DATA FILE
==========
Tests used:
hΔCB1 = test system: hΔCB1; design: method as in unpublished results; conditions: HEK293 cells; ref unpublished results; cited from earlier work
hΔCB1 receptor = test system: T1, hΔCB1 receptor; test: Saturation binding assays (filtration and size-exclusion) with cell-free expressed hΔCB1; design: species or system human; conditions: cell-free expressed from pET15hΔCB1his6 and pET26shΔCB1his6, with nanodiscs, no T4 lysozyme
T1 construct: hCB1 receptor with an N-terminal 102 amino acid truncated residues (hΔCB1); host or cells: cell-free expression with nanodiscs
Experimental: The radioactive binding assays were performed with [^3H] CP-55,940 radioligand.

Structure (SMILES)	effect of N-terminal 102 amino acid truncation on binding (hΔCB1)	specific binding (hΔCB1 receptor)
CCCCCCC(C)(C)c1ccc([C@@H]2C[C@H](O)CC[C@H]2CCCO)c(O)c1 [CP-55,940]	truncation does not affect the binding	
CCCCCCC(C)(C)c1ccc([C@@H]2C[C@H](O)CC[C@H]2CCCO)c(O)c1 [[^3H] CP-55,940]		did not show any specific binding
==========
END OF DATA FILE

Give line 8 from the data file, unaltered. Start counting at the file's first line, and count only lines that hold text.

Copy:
CCCCCCC(C)(C)c1ccc([C@@H]2C[C@H](O)CC[C@H]2CCCO)c(O)c1 [[^3H] CP-55,940]		did not show any specific binding